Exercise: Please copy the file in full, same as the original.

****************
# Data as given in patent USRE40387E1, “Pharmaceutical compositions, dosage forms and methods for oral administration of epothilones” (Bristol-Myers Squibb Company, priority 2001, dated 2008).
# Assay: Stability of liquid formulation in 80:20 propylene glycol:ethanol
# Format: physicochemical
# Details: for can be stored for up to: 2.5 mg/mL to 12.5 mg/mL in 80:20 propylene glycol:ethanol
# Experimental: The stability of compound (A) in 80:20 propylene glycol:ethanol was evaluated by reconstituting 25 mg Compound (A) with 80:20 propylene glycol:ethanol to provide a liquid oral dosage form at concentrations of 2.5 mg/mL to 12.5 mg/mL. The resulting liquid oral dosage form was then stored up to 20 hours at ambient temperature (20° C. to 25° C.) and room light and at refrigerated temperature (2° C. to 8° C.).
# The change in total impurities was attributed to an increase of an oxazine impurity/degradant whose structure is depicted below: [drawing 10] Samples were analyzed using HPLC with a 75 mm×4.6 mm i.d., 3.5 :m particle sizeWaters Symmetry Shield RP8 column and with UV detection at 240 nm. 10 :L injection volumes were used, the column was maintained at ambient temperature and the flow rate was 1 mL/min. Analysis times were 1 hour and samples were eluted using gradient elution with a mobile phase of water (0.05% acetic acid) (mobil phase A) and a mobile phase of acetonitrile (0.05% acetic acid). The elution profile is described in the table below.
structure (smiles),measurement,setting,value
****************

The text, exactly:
# Data as given in patent USRE40387E1, “Pharmaceutical compositions, dosage forms and methods for oral administration of epothilones” (Bristol-Myers Squibb Company, priority 2001, dated 2008).
# Assay: Stability of liquid formulation in 80:20 propylene glycol:ethanol
# Format: physicochemical
# Details: for can be stored for up to: 2.5 mg/mL to 12.5 mg/mL in 80:20 propylene glycol:ethanol
# Experimental: The stability of compound (A) in 80:20 propylene glycol:ethanol was evaluated by reconstituting 25 mg Compound (A) with 80:20 propylene glycol:ethanol to provide a liquid oral dosage form at concentrations of 2.5 mg/mL to 12.5 mg/mL. The resulting liquid oral dosage form was then stored up to 20 hours at ambient temperature (20° C. to 25° C.) and room light and at refrigerated temperature (2° C. to 8° C.).
# The change in total impurities was attributed to an increase of an oxazine impurity/degradant whose structure is depicted below: [drawing 10] Samples were analyzed using HPLC with a 75 mm×4.6 mm i.d., 3.5 :m particle sizeWaters Symmetry Shield RP8 column and with UV detection at 240 nm. 10 :L injection volumes were used, the column was maintained at ambient temperature and the flow rate was 1 mL/min. Analysis times were 1 hour and samples were eluted using gradient elution with a mobile phase of water (0.05% acetic acid) (mobil phase A) and a mobile phase of acetonitrile (0.05% acetic acid). The elution profile is described in the table below.
structure (smiles),measurement,setting,value